TRAVELS WITH TERRY

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Globetrotting consulting agronomist Terry Buchen visits many golf courses annually with his digital camera in hand. He shares helpful ideas relating to maintenance equipment from the golf course superintendents he visits — as well as a few ideas of his own — with timely photos and captions that explore the changing world of golf course management.

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November 2, 2020

No Scalped Plugs

Dan Dingman, superintendent at Birmingham Country Club in Birmingham, Michigan, uses a narrow-tip screwdriver to blend the hole plug into the surrounding turf, followed by using an All-Star Umpire Brush (about $10) to clean up any spilled greensmix, followed by applying water and then stepping on the plug to blend it in perfectly onto Pure Distinction greens. Each greens mower operator carries a used 64-ounce Ocean Spray plastic bottle filled with water, with a hole drilled in the cap, and they subsequently apply water to the old hole plugs every day. The procedure eliminates scalping and blemishes. The cup changer staff carries a 17-inch weather resistant Husky tool bag ($30 at Home Depot) filled with a 64-ounce water bottle, two soil and seed bottles, greensmix container, narrow-tip screwdriver, cup hook, umpire brush, rattail file for sharpening the cutting shell, 2.5-inch-wide putty knife for leveling the bottom of the plug, scissors, towel, 2-inch by 8-inch PVC pipe for leveling the hole plug, etc., along with a Par Aide lever action hole cutter, with a scalloped inside edge, and cup setter.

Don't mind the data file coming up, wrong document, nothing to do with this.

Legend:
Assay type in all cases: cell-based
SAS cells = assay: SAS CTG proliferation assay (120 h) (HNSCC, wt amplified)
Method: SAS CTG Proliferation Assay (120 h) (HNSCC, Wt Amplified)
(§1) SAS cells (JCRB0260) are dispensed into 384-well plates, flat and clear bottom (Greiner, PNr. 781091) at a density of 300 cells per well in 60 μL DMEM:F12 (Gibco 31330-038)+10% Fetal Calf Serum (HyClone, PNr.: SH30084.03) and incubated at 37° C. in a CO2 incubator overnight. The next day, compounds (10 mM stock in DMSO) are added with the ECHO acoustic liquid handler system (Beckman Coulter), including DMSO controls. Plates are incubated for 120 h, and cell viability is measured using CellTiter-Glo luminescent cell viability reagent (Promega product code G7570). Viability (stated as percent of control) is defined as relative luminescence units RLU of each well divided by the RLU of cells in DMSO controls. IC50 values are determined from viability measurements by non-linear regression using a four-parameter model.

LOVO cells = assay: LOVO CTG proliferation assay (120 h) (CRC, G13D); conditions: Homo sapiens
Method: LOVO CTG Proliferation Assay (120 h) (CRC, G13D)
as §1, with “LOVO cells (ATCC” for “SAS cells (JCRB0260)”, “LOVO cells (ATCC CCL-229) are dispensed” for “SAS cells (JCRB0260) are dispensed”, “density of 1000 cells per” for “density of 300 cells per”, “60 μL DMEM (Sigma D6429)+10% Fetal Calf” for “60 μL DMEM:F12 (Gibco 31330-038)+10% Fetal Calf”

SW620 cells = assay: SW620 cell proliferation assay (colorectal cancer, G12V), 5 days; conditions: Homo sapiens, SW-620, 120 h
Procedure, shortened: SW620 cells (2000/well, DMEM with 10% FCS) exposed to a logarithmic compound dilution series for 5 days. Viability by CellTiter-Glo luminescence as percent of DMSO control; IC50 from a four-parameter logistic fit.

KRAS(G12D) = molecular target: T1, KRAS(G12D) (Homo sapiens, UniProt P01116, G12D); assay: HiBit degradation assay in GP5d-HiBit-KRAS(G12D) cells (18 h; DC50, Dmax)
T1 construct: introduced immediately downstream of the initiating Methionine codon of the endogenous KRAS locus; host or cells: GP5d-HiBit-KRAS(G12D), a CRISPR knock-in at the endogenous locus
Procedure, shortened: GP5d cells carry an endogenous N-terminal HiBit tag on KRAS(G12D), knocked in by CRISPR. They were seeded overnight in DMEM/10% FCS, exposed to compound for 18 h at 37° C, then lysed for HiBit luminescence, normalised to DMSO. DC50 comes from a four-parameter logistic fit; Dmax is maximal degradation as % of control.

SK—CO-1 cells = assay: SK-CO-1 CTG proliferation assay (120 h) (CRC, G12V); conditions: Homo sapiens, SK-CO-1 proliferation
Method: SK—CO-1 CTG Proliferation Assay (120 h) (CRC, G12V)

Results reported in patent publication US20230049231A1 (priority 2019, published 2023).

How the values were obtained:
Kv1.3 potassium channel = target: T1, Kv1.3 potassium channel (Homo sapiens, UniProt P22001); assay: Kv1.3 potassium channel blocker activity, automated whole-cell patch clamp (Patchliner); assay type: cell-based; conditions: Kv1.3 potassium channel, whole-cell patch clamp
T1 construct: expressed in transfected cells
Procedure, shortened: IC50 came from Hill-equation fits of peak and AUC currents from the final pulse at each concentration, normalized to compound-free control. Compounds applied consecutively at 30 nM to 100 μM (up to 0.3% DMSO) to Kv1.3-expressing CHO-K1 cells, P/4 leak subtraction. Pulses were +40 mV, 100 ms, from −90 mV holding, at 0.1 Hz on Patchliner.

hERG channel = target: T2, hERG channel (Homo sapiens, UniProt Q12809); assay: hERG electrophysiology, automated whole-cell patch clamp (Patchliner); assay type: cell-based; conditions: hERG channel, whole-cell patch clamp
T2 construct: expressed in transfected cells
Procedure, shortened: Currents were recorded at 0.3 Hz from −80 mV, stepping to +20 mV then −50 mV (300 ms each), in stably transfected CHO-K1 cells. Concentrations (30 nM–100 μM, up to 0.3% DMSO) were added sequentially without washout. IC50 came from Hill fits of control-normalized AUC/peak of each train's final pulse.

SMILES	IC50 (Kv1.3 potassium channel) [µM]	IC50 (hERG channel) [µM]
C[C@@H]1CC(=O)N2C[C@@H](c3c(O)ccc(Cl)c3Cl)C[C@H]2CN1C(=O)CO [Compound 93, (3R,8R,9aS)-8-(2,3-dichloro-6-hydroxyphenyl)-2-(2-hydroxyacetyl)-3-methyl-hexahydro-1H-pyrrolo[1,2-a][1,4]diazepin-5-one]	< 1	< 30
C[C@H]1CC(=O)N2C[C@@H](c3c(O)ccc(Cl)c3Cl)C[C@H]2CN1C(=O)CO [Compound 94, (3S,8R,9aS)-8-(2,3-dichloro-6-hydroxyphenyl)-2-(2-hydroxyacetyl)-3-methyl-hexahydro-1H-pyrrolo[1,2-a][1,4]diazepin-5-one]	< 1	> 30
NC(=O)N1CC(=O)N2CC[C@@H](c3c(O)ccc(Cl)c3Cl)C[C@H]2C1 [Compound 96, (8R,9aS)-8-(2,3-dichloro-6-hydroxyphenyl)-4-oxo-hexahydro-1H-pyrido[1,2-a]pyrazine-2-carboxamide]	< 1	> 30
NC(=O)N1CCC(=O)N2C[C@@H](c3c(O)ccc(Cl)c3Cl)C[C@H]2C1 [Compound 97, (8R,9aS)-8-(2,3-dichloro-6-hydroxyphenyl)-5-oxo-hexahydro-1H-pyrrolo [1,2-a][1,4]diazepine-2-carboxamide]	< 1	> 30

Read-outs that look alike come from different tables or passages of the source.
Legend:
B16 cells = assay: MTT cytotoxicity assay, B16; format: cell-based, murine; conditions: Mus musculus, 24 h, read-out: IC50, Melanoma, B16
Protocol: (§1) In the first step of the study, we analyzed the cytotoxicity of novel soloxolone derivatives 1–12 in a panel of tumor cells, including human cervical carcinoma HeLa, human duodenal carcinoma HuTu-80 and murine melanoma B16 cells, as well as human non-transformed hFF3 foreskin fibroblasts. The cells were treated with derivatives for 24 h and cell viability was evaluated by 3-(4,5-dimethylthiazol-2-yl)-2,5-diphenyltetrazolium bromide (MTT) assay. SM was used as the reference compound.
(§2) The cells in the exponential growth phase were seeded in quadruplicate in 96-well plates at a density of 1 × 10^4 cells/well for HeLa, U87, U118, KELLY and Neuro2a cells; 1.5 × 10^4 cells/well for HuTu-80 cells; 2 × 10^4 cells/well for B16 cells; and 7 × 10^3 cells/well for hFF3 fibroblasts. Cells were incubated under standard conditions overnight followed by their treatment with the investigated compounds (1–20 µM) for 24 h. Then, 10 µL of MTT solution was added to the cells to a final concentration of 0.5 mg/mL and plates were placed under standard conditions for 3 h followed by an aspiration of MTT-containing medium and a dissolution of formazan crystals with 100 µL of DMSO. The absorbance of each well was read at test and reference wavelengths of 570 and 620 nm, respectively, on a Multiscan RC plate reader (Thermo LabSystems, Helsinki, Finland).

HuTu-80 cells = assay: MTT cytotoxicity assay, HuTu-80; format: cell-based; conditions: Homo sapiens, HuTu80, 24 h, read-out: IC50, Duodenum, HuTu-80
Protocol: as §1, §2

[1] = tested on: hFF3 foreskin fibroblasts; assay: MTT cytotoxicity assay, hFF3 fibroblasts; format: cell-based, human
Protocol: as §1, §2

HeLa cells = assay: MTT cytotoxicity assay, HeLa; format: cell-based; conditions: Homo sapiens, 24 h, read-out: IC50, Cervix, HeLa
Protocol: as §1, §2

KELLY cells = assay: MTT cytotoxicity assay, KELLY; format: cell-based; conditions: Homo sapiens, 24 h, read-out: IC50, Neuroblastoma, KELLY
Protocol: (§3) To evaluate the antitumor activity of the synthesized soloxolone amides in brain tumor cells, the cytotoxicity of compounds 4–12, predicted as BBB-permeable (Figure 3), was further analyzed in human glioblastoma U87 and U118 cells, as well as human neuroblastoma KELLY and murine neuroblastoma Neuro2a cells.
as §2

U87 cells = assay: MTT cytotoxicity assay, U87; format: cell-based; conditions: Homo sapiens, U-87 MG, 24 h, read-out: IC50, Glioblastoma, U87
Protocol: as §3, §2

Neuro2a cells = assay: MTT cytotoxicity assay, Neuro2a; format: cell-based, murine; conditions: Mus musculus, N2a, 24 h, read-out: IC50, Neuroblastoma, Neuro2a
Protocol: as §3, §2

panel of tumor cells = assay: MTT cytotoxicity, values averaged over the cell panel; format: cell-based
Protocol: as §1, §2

Homemade Hydroseeder

Gary Zagar, former director of golf maintenance at the Quail Hollow Country Club in Concord, Ohio, had fun with his equipment manager building a hydroseeder using a 300-gallon plastic sprayer tank mounted to a frame created by a welding school at a local career center, held down to an existing trailer with ratchet straps. A grinding circulating pump was installed in the bottom of the tank, a second 2-inch pump was installed in front of the tank powered by a 10 HP gasoline engine, with 2-inch valves and fittings, and using quick-connections for the 1½-inch applicator hose. The specialized nozzle was acquired online. The seed-starter mulch bales must be thoroughly soaked, broken up and then placed slowly into the tank. Zagar used a Kentucky bluegrass/perennial ryegrass seed blend along with a 20-20-20 granular soluble fertilizer, seed starter mulch and a tackifier. The design concept for the homemade hydroseeder was inspired similarly from a rental unit shown in the accompanying photos. Total cost was about $1,000 using new and recycled parts in inventory. Labor time in-house took about a day; welding the tank framework took another day. Jeffrey Austin is the director of golf course maintenance.

Terry Buchen, CGCS, MG, is president of Golf Agronomy International. He’s a 51-year, life member of the GCSAA. He can be reached at 757-561-7777 or terrybuchen@earthlink.net.